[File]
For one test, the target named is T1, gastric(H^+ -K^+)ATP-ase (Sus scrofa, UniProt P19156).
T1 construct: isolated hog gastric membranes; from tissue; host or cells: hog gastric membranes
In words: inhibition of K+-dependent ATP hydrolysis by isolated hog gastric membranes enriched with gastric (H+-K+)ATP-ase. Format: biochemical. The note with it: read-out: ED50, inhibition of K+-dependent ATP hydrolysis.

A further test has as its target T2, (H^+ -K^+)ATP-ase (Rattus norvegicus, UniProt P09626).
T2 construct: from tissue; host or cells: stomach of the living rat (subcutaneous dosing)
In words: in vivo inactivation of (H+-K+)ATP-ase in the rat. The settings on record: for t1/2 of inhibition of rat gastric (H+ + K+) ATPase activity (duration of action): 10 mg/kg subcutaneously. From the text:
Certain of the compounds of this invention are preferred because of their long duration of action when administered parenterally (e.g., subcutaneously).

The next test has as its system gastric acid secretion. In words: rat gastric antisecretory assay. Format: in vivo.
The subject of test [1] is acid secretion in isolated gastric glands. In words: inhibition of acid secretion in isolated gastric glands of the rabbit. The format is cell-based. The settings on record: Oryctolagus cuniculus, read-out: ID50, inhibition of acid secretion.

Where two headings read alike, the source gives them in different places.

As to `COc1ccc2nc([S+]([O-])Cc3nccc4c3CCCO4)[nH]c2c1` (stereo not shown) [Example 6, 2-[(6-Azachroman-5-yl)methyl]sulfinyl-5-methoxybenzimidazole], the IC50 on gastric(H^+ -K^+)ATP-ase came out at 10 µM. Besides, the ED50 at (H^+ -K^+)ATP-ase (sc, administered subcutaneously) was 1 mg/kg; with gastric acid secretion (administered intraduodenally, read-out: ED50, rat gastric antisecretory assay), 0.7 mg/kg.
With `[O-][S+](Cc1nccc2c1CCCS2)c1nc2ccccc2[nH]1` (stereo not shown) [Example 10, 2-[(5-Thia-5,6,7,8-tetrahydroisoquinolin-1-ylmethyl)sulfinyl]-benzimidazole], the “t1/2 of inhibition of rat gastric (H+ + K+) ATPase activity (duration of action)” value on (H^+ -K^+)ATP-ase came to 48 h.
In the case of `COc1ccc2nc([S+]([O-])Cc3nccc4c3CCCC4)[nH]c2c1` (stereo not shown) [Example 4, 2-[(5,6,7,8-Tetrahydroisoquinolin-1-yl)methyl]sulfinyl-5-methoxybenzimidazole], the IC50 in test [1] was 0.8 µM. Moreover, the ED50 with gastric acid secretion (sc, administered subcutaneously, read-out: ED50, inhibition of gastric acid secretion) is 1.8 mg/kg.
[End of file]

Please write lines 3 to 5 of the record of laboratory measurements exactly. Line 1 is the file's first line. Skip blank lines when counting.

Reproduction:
In words: inhibition of K+-dependent ATP hydrolysis by isolated hog gastric membranes enriched with gastric (H+-K+)ATP-ase. Format: biochemical. The note with it: read-out: ED50, inhibition of K+-dependent ATP hydrolysis.

A further test has as its target T2, (H^+ -K^+)ATP-ase (Rattus norvegicus, UniProt P09626).
T2 construct: from tissue; host or cells: stomach of the living rat (subcutaneous dosing)